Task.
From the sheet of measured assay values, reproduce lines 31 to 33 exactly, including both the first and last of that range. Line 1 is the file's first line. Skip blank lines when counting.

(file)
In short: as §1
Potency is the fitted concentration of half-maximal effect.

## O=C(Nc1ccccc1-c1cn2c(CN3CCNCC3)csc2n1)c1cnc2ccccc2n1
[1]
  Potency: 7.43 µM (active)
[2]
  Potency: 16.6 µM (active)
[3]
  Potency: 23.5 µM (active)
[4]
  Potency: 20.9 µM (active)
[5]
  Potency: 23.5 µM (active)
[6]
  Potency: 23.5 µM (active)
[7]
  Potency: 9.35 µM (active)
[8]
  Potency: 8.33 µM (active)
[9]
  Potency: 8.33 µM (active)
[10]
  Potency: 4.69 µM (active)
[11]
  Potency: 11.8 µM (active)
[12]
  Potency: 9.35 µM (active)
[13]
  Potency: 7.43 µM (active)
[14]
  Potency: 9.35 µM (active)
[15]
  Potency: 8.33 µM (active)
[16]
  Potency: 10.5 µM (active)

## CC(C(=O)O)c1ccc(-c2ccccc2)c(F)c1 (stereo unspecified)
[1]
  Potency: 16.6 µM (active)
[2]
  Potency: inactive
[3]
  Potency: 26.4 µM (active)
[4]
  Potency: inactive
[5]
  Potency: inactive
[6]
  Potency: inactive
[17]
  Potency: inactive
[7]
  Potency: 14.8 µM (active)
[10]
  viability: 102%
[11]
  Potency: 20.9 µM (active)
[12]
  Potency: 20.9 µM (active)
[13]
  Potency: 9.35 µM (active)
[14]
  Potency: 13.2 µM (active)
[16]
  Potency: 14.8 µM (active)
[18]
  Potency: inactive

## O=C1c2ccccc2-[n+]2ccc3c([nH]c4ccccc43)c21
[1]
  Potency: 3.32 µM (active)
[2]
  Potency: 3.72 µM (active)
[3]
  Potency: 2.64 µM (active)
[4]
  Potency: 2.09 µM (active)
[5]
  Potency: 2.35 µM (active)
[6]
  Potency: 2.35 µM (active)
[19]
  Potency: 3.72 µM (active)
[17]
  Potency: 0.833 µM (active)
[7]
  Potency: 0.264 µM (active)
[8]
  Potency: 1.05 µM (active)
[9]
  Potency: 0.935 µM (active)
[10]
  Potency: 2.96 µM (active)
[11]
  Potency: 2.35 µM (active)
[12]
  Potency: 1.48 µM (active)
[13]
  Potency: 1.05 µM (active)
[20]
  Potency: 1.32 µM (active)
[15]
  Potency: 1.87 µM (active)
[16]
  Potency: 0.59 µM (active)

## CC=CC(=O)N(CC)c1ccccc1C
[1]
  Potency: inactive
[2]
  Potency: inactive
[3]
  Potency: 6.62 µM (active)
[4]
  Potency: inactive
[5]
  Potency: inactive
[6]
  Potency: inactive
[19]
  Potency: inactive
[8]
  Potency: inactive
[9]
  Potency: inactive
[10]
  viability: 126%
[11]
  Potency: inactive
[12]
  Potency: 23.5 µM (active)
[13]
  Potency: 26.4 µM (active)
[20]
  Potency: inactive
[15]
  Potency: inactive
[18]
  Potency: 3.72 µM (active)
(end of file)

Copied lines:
  Potency: 9.35 µM (active)
[15]
  Potency: 8.33 µM (active)